$$\begin{array}{|c |r |r ||c|| c | l } \hline & Y_1 & Y_2 & su3su2su2 & \frac 13 Y_1 + \frac 16 Y_2 + T \\ \hline L & -1 &0 &( \bar 3,1,2) &-1/3 \\ \hline L & 1 & -1 &( 1, 2 ,2)& +2/3 \\ & & && -1/3 \\ \hline L & 1 &2 &( 1, 1 ,2) & +2/3 \\ \hline B & 0 &1& (3,2,1) & +2/3 & u, c, t\\ & && & -1/3 & d,s,b\\ \hline B & 0 &-2& (3,1,1) & - 1/3 & d,s,b\\ \hline B & 2 &0& (\bar 3,1,1) & +2/3 & u,c,t\\ \hline B & -2&-1& (1,2,1) & - 1/3\\ & && & - 4/3\\ \hline B & -2&2& (1,1,1) & -1/3\\ \hline \end{array}$$

Which is midly satisfying but 1) it is not so right in the lepton sector, and 2) the three extra "quarks" have different charges; the sBootstrap predicted all the three to be Q=-4/3.

Surely the whole point is to try other assignments, even to keep breaking subgroups to get a finer set of hypercharges. But still let me note that the lepton sector can be arguably fixed by using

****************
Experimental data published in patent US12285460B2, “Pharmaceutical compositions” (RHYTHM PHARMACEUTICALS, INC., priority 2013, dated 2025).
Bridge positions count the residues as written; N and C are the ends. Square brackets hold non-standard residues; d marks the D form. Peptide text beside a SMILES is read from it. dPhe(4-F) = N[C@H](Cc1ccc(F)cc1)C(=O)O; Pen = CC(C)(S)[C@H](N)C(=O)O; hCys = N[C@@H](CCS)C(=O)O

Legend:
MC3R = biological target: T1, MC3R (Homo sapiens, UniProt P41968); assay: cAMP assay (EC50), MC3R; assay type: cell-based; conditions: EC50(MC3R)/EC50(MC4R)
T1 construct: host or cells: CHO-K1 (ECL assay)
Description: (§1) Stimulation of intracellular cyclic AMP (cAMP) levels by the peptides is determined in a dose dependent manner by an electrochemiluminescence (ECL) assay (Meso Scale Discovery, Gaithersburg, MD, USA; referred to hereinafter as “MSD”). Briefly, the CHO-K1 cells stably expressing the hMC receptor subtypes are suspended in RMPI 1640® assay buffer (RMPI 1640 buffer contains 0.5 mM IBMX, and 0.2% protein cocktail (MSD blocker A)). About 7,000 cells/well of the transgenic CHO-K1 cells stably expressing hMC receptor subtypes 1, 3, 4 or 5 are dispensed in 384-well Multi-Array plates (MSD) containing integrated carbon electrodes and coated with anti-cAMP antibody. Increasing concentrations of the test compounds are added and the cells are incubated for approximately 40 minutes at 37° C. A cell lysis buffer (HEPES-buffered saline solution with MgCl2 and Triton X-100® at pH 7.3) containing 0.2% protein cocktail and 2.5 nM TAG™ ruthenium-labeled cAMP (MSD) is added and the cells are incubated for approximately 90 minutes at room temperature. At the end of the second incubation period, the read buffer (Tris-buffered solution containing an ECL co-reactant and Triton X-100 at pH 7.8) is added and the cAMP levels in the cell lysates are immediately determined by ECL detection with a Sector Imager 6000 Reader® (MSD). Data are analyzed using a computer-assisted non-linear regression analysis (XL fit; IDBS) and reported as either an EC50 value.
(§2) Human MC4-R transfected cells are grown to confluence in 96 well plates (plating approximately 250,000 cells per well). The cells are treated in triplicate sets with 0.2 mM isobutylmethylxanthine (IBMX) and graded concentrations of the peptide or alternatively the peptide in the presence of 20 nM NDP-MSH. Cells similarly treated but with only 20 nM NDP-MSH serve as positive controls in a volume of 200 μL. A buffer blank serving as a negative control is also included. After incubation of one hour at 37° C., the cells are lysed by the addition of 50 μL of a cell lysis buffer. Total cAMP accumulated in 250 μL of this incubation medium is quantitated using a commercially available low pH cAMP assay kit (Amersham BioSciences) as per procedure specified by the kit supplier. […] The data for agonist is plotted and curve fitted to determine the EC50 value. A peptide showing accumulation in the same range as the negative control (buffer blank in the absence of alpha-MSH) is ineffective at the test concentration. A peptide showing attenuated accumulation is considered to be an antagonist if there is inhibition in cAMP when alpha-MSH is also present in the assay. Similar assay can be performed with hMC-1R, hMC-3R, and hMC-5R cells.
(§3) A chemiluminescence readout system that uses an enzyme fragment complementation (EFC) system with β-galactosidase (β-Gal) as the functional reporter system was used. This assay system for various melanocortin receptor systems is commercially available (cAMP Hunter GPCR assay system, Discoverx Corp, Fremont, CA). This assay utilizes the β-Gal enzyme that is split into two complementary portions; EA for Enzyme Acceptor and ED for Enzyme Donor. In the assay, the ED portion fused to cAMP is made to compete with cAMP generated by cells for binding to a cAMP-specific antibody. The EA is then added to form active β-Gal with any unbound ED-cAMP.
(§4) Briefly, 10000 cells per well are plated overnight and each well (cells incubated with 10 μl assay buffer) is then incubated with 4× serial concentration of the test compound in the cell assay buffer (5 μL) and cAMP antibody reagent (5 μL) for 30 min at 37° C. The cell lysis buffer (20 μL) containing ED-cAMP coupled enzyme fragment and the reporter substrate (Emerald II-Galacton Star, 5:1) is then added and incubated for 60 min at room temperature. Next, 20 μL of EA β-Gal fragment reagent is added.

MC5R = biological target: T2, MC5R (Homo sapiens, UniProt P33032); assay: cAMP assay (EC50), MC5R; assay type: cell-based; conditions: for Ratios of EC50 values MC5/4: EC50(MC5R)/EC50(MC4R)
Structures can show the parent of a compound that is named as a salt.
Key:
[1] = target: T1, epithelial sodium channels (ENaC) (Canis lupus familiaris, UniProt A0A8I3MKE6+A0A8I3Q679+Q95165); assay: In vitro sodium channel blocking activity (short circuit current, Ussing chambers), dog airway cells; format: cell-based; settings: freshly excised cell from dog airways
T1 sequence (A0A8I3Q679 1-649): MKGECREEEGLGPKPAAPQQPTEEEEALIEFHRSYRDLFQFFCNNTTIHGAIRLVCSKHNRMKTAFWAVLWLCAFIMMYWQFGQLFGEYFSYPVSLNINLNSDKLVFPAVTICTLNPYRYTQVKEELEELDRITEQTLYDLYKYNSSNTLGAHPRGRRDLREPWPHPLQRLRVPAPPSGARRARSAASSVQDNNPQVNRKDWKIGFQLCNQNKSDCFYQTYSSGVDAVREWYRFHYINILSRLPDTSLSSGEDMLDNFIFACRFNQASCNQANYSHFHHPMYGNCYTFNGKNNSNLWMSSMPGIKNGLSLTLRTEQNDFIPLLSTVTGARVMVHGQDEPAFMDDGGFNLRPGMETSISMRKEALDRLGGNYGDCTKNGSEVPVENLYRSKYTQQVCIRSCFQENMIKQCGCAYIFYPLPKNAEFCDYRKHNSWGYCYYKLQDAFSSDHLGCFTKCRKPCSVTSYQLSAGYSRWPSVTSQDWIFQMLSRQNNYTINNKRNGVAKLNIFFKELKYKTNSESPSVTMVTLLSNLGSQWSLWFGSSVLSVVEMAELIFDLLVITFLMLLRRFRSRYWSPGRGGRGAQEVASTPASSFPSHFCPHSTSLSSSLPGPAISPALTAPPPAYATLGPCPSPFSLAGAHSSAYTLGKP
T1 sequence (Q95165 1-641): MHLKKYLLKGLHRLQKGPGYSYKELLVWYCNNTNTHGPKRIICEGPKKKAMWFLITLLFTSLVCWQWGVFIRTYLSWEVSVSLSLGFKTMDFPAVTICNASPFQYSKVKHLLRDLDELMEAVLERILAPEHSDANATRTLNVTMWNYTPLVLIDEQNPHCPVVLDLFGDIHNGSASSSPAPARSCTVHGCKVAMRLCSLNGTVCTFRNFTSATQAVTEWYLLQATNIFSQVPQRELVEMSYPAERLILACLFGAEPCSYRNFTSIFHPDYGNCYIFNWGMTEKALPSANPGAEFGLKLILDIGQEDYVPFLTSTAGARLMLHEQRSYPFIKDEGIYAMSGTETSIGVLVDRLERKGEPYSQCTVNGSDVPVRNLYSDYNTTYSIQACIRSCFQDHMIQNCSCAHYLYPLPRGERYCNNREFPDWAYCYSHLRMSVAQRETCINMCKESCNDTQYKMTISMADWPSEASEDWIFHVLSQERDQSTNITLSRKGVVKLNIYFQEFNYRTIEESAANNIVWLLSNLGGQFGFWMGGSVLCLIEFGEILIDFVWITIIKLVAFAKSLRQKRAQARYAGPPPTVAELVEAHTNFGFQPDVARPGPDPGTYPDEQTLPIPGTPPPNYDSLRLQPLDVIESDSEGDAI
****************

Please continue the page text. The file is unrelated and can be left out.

$$Y= -\frac 16 L + \frac 13 Y_1 + \frac 16 Y_2 + T$$
$$Q= Y +S$$

as then we get 4 doublets with Y = -1/2 and 2 doublets having Y= +1/2, to be complemented with 4 doublets having Y= +1/2 and 2 doublets having Y = -1/2 coming from the $\bar {27}$ representation of E6. Still one needs to cope with the point of having two different isospin groups, but for a first try is nicely half-realistic.

Comparing with a typical E6 assignment of su3su2u1, this assignment has repurposed the extra coloured down-type quark as three generations of a lepton, and also moved some traditional extra leptons to the quark sector. This was justified by the first step in the branching. On other hand, 15+12 has not a obvious representation as a jordan matrix, or at least I am missing it.

Last edited: